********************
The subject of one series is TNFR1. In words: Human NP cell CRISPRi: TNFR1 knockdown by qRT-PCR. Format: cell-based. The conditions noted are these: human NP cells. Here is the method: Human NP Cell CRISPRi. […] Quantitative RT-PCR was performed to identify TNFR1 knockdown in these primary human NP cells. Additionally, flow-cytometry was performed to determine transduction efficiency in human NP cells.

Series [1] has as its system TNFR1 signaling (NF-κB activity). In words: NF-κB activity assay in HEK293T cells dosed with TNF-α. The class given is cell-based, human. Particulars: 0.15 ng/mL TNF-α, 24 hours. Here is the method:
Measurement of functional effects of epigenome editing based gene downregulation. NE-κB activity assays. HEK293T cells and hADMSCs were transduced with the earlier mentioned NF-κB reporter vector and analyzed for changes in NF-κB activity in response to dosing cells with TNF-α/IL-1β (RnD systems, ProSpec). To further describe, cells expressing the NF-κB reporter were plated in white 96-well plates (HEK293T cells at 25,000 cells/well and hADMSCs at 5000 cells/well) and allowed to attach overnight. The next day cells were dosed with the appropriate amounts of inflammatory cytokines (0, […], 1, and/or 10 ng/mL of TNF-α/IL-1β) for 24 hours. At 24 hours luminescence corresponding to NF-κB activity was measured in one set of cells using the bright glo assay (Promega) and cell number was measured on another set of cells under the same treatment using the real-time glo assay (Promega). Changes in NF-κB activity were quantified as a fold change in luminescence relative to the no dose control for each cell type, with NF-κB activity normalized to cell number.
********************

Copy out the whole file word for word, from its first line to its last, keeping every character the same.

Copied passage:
The subject of one series is TNFR1. In words: Human NP cell CRISPRi: TNFR1 knockdown by qRT-PCR. Format: cell-based. The conditions noted are these: human NP cells. Here is the method: Human NP Cell CRISPRi. […] Quantitative RT-PCR was performed to identify TNFR1 knockdown in these primary human NP cells. Additionally, flow-cytometry was performed to determine transduction efficiency in human NP cells.

Series [1] has as its system TNFR1 signaling (NF-κB activity). In words: NF-κB activity assay in HEK293T cells dosed with TNF-α. The class given is cell-based, human. Particulars: 0.15 ng/mL TNF-α, 24 hours. Here is the method:
Measurement of functional effects of epigenome editing based gene downregulation. NE-κB activity assays. HEK293T cells and hADMSCs were transduced with the earlier mentioned NF-κB reporter vector and analyzed for changes in NF-κB activity in response to dosing cells with TNF-α/IL-1β (RnD systems, ProSpec). To further describe, cells expressing the NF-κB reporter were plated in white 96-well plates (HEK293T cells at 25,000 cells/well and hADMSCs at 5000 cells/well) and allowed to attach overnight. The next day cells were dosed with the appropriate amounts of inflammatory cytokines (0, […], 1, and/or 10 ng/mL of TNF-α/IL-1β) for 24 hours. At 24 hours luminescence corresponding to NF-κB activity was measured in one set of cells using the bright glo assay (Promega) and cell number was measured on another set of cells under the same treatment using the real-time glo assay (Promega). Changes in NF-κB activity were quantified as a fold change in luminescence relative to the no dose control for each cell type, with NF-κB activity normalized to cell number.